A Public Sphere for Poetry, Politics, and Nature
On this Thanksgiving, I survey all the deliciously delightful people who have touched my life and kudize them all. However, there are four in my personal pantheon that are absolute standouts. Oddly, they are all men.
Every child should/must have a Roman Felix Skarbek for a grandfather. There was and is no greater person in the world in my eyes than he. A self-employed furniture maker with his own shop, he passed away suddenly at his workbench when I was fourteen. Popsie, as everyone called him, was a rock with an amazing twinkle in his eyes. He always found time for all the grandchildren… getting down on the floor with them to play board games.
He got his pet squirrel to eat out of the palm of his hand, performed sleight-of-hand magic tricks, introduced us to opera via his Victrola and 78 rpm records, taught us pool on the billiard table decorated with decals of scantily dressed cowgirls, and told stories about our famous and fabulous Polish predecessors. And, although living his entire life in Chicago (minus the first six in Russian Poland), he had this love of Hawaii that was immeasurable.
Next on my list is Sir George Ivan Smith, Dag Hammarskjold’s UN press secretary. Unexpectedly introduced to him by Conor Cruise O’Brien, I came to Stroud in 1995 expecting to find an erudite man who had his finger on the pulse of everything international – and he was that.
What I had no way of ever divining beforehand was his unfailing devotion to Mary, his wife with advanced Alzheimer’s. I have never seen such tenderness! And he did it all the while conducting a scintillating one-on-one seminar with me on the Palestinian-Israeli conflict, his memoir on Dag Hammarskjold and his untimely death in 1961 Zambia, and the Africa of 1995.
As we arrived at his cottage home that September morning, he pointed across the valley to an enormous swath of green that had to be at least ten miles away. Smack dab in the middle of it stood a crisp white Georgian mansion whose proportions – judged from that distance – had to be magnificent.
He slowly nodded, “That used to be ours. We raised our children there.” And then he beamed, “Lost it in the Thatcher years. Last year, it sold for millions of pounds.” Just a simple statement of fact. His voice had no inkling of sadness or apology as he led me into his very humble cottage. There he introduced me to his childlike, confused Mary and treated her with the utmost respect and love.
Like so many caretakers, he preceded his ill spouse in death… just a few weeks later. In all likelihood, mine may well have been the last interview he ever gave. Nearly a quarter century later, I’m still stupefied this man would have spent three to five hours with me.
More than worthy of mention, there’s my friend and adversary (read: arch nemesis), Dominik W. Rettinger. Polish TV/movie screenwriter and novelist, he “makes coffee nervous,” to quote Tom Hanks in You’ve Got Mail. He puts up with my silliness and I with his, as we work in tandem on joint feature-length scripts and his books. (Having translated all eight of his novels, I have also adapted three of them for American/British consumption.)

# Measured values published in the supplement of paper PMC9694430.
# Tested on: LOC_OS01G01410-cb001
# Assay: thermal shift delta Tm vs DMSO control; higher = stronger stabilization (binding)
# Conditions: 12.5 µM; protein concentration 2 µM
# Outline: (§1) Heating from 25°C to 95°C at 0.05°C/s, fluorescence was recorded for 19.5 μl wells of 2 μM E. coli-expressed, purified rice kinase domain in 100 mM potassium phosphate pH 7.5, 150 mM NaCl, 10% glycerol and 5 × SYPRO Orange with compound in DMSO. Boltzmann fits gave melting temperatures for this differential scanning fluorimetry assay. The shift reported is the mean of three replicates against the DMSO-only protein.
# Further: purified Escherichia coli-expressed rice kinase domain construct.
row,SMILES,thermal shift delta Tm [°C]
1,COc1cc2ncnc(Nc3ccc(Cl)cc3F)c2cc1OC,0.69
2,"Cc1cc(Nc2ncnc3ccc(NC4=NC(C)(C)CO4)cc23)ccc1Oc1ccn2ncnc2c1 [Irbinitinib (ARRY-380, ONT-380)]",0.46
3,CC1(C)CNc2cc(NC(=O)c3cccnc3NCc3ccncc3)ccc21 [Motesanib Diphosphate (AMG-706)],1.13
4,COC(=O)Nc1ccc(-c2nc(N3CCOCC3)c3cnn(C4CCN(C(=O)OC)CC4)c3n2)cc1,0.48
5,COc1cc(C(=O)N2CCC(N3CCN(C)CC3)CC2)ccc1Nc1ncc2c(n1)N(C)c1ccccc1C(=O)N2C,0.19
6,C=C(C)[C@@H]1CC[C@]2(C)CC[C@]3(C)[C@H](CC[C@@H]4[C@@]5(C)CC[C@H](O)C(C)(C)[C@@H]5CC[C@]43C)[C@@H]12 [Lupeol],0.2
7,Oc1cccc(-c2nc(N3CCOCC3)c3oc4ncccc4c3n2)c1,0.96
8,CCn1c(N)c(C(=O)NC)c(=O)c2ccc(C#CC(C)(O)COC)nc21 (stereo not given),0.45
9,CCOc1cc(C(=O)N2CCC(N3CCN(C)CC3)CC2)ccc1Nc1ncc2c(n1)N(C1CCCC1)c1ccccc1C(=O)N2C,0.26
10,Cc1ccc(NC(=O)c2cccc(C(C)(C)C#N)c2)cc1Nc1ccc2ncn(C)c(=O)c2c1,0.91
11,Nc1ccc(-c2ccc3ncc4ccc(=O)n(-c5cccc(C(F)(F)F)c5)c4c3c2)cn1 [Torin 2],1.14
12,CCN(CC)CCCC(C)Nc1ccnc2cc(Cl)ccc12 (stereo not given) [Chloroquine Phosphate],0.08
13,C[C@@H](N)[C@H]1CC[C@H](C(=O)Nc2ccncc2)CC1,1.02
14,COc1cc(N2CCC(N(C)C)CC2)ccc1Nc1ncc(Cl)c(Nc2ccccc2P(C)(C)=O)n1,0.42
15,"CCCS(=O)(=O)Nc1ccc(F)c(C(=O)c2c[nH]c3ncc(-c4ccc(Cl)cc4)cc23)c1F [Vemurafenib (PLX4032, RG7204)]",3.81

His is a mercurially agile, fiendishly witty, quixotic mind. At once spiritual and gritty, he can verbally sketch out the most profound, complex characters on the page, while others are downright self-serving and/or evil. His talent can get to his ego however; so I am called upon to prick that bubble every now and again. What’s weirder is that he allows me to do that!
In a parallel vein, I have never known anyone else on a hike to stop to usher a slug crossing the bike path to get it out of harm’s way. And when I recently told him about America’s WWII bat bombs (Google it, please; I’m not making it up.), he took umbrage and came to the defense of the poor bats. Of course, it wasn’t only that. Dominik was foursquare against a “Japanese Dresden,” which would involve more lingering deaths than Hiroshima (according to his offhand calculations).
Finally, there is my eldest child of whom I have always been in awe. When he squirmed newly-born and naked on my belly, I knew there was no way I could be the mother Rick needed. I was so woefully inept I am surprised he’s survived to this day, nearly forty years later. Chronic asthma dogging him from the age of two on, he couldn’t rough-house or play outside. So, he taught himself how to read about the same age. His mind knows no bounds. It was so incredible, years later, his fifth grade teacher called me one afternoon.
“I have to lodge a complaint,” she said.
“Oh?” was my reply.
“Yes! Rick is reading the encyclopedia for his free-time period and teaching himself German.”
“So… this is a problem?”
“Totally! I have run out of things to teach him! And, as you know, I have a masters!”
I wasn’t surprised when, as a high school junior with extensive theatre experience, he took me to Carl Sagan’s movie Contact to segue into informing me he wanted to attend Sagan’s alma mater. “Ah… that would be Cornell University, isn’t it, Rick?” He merely nodded.
While there, he not only majored in physics but learned judo and Japanese, volunteered for Habitat for Humanity, edited an on-campus literary magazine and was active in SCA (Society for Creative Anachronisms) events. To say he’s multi-talented would be a gross understatement. With all that in his quiver, he doesn’t know how to blow his own horn. I am speechless in his presence.
All these guys – to a man – are characterized by essentially the same traits: a joie de vivre, an inquisitiveness about things beyond their personal safe zone, a yearning to know, an innate acceptance of “the other,” humilité and, yes, a tenderness they’re not ashamed or afraid of showing.
How could I possibly be so lucky as to know these four phenoms? What a pantheon of prodigious fellows!
Copyright 2019 Christine Skarbek
Christine Skarbek is an American writer who currently lives in Warsaw, Poland.